Eleven weeks ago, he had 177 scrimmage yards and four touchdowns, with three rushing and one receiving. He had 20 attempts for 106 yards (5.3 average) and 71 yards on seven catches (10.1 average). His 27 touches averaged 6.6 yards.
In the two games, McCaffrey had 221 yards rushing and a 5.8-yard average to go with 12 receptions for 143 yards (11.2 average). Combined, that’s 50 touches for 364 yards (7.3 average).
He also became the fifth player in the Super Bowl era to score seven touchdowns against one team in a season.
The others are Lydell Mitchell of the Colts against the Bills in 1975; Marshall Faulk of the Rams against the 49ers in 2000; LaDainian Tomlinson of the Chargers against the Broncos in 2006; and Jamaal Charles of the Chiefs against the Raiders in 2013.
How hard is McCaffrey to defend? Hamilton said, “We have to have a better account for him. Even if he’s going out as a receiver or No. 1, 2 or 3, or be in the backfield, he’s so dangerous. You just can’t put all the extra help to one side or the other. He’s one of those guys that obviously is a game-changer. He’s a great player.”
For the season, McCaffrey has 1,801 yards from scrimmage on 1,292 rushing yards and 57 receptions for 509 yards. He became the fourth player in history to have at least 1,000 rushing yards and 500 receiving yards in four or more seasons joining Marshall Faulk (five) and Thurman Thomas and Tiki Barber (four).
Noting there is MVP talk for both McCaffrey and Purdy, Shanahan said, “I don’t have to differentiate. I have been around a couple of MVPs in my career and these two are the most obvious to me. I might be a little biased being on their team, but I don’t think so. All you have to do is look at numbers or you have to look at the film. Whichever one you say is more important to you, I think it’s extremely obvious since they’re both important. It should make it even that much stronger.”
For his part, Purdy deferred to McCaffrey in the MVP debate.
“I think Christian should be MVP,” he said. “I really do believe that. He does everything for us. Runs the ball well, catches the ball; he does everything. So in my eyes that’s an MVP.”
What about those talking you up? Purdy said, “I’m real honored, but I think I have a great team around me. Guys are willing to make plays so I’m trying to do my part and help our team win. I’m very honored to hear it, but I think we just have an MVP team overall.”
Asked about McCaffrey’s toughness, Purdy said, “I’m the guy that hands him the ball and then I turn back and watch sort of what he does. Bouncing off guys, making cuts, twisting off guys when he’s got all of these guys holding onto him. So I see the beating that he takes, and just his grit to continue to drive his legs to get extra yards and inches.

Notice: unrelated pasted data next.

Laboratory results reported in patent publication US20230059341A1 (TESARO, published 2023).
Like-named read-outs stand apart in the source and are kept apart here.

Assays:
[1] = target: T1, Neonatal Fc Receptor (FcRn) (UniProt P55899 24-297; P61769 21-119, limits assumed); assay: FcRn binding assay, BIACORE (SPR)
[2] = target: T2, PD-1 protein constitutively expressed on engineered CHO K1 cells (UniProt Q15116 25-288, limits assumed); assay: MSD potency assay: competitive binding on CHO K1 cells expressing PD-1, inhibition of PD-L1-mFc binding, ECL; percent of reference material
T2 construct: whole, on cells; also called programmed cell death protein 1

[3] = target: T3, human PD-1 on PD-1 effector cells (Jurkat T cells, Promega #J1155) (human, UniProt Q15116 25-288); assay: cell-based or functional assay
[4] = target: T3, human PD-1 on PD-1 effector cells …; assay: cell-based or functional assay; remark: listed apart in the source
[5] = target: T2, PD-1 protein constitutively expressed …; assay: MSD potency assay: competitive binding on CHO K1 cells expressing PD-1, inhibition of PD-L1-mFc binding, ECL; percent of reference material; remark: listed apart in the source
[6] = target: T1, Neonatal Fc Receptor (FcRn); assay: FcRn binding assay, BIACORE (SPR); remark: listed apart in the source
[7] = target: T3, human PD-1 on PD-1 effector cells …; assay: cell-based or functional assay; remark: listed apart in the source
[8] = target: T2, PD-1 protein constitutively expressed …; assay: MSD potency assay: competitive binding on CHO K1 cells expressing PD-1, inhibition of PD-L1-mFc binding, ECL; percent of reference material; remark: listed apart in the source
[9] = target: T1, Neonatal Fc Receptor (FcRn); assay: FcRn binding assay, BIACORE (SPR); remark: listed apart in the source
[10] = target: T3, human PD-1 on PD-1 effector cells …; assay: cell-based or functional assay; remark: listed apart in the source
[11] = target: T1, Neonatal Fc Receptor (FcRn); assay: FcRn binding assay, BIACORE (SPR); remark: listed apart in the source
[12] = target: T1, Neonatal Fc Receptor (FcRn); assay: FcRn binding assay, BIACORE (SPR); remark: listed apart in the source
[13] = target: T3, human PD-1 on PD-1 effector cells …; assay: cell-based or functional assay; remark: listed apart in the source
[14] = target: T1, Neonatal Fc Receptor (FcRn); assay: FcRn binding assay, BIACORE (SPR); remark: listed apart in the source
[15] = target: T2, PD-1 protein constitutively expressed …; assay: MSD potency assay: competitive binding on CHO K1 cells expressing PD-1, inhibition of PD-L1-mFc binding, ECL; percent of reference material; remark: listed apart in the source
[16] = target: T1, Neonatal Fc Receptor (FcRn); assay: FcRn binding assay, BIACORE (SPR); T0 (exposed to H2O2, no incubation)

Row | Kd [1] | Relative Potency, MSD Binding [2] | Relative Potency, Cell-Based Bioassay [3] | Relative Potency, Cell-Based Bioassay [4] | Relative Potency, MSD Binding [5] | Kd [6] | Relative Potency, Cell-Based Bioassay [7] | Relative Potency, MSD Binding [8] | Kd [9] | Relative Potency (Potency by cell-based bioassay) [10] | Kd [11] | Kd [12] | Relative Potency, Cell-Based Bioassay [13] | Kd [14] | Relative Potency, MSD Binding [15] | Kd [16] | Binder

“Then he goes off to the sideline and he’s immediately using Theraguns (a deep muscle stimulator) and moving his body; he’s just non-stop moving. We all can respect it, man. He’s the guy that does it all. You can put him out in the slot and throw him the ball; he just does everything. He’s smart, and I’ve said it before, we definitely look up to him and his toughness and he sets the standard and we follow his lead.”
As for his ability to extend plays, Purdy concluded, “When he does it, it still sort of blows my mind. But at the same time. I’m like, ‘That’s Christian.’ He’s done that time and time again. To see him continue to do that and then get back in the huddle and then go and run a route and catch the ball and have explosiveness, it’s like, this is crazy. So, I’m definitely thankful and blessed to be playing with him.”
The Cardinals can’t argue with anything said.
Meanwhile, Purdy completed 16-of-25 passes for 242 yards, four touchdowns and a 135.3 passer rating Sunday after going 20-for-21 for 283 yards, one touchdown and a 134.6 rating in Week 4.
He now has six games this season with a passer rating of 130 or higher.
McBride and Hollywood
It was somewhat surprising to witness solid offensive play with no production from the team’s wide receivers.
In the Week 13 win over Pittsburgh, tight ends accounted for 11 of Murray’s 13 completions and 120 of his 145 yards. Sunday, Trey McBride, Elijah Higgins and Geoff Swaim combined for 15 of Murray’s 26 completions and 172 of his 211 yards.
Wide receivers were targeted 13 times, but managed only four receptions for 20 yards. Greg Dortch and Rondale Moore each had three targets and two catches with Dortch gaining 15 yards and Moore five. Zach Pascal and Michael Wilson had no receptions on four and three targets, respectively.
When Pascal is targeted multiple times on downfield passes, that illustrates the problem.
Hollywood Brown, who continues to be hobbled by a heel injury, had no targets and might be shut down. It would make sense with two road games in cold-weather climates ahead (Chicago and Philadelphia), with hope he might be healthy enough to contribute in the season finale against Seattle on Jan. 7.
Brown said afterward, “It’s very difficult, but it’s out of my control. I just go out there and do what I can do. If I can go, I’ll go. If I can’t, I can’t.”